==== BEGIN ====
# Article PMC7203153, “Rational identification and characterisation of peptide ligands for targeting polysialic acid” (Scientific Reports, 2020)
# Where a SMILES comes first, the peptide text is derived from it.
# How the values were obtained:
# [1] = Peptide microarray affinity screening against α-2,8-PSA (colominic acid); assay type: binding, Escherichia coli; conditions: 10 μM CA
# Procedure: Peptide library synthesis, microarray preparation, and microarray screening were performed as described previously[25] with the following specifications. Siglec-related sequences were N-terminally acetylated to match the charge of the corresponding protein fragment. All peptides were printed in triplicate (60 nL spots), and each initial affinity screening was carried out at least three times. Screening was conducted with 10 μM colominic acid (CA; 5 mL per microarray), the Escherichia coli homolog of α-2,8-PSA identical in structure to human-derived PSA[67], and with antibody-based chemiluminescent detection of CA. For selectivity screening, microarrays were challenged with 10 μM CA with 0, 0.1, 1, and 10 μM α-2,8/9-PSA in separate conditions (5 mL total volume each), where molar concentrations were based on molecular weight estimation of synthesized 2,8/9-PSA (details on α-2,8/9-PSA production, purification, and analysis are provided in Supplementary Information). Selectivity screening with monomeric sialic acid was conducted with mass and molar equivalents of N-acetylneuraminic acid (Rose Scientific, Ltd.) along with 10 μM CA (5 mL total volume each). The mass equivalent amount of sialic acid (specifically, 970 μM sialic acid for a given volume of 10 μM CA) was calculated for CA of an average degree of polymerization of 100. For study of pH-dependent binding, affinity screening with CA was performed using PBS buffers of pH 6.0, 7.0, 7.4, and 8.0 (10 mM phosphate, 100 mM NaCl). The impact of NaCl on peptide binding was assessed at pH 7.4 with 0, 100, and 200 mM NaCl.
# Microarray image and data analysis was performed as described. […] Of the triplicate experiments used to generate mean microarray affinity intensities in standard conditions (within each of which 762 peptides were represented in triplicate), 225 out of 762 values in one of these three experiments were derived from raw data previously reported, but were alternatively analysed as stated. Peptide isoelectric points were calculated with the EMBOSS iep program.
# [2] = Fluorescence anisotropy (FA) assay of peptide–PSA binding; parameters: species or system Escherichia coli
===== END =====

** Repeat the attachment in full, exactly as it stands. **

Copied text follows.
# Article PMC7203153, “Rational identification and characterisation of peptide ligands for targeting polysialic acid” (Scientific Reports, 2020)
# Where a SMILES comes first, the peptide text is derived from it.
# How the values were obtained:
# [1] = Peptide microarray affinity screening against α-2,8-PSA (colominic acid); assay type: binding, Escherichia coli; conditions: 10 μM CA
# Procedure: Peptide library synthesis, microarray preparation, and microarray screening were performed as described previously[25] with the following specifications. Siglec-related sequences were N-terminally acetylated to match the charge of the corresponding protein fragment. All peptides were printed in triplicate (60 nL spots), and each initial affinity screening was carried out at least three times. Screening was conducted with 10 μM colominic acid (CA; 5 mL per microarray), the Escherichia coli homolog of α-2,8-PSA identical in structure to human-derived PSA[67], and with antibody-based chemiluminescent detection of CA. For selectivity screening, microarrays were challenged with 10 μM CA with 0, 0.1, 1, and 10 μM α-2,8/9-PSA in separate conditions (5 mL total volume each), where molar concentrations were based on molecular weight estimation of synthesized 2,8/9-PSA (details on α-2,8/9-PSA production, purification, and analysis are provided in Supplementary Information). Selectivity screening with monomeric sialic acid was conducted with mass and molar equivalents of N-acetylneuraminic acid (Rose Scientific, Ltd.) along with 10 μM CA (5 mL total volume each). The mass equivalent amount of sialic acid (specifically, 970 μM sialic acid for a given volume of 10 μM CA) was calculated for CA of an average degree of polymerization of 100. For study of pH-dependent binding, affinity screening with CA was performed using PBS buffers of pH 6.0, 7.0, 7.4, and 8.0 (10 mM phosphate, 100 mM NaCl). The impact of NaCl on peptide binding was assessed at pH 7.4 with 0, 100, and 200 mM NaCl.
# Microarray image and data analysis was performed as described. […] Of the triplicate experiments used to generate mean microarray affinity intensities in standard conditions (within each of which 762 peptides were represented in triplicate), 225 out of 762 values in one of these three experiments were derived from raw data previously reported, but were alternatively analysed as stated. Peptide isoelectric points were calculated with the EMBOSS iep program.
# [2] = Fluorescence anisotropy (FA) assay of peptide–PSA binding; parameters: species or system Escherichia coli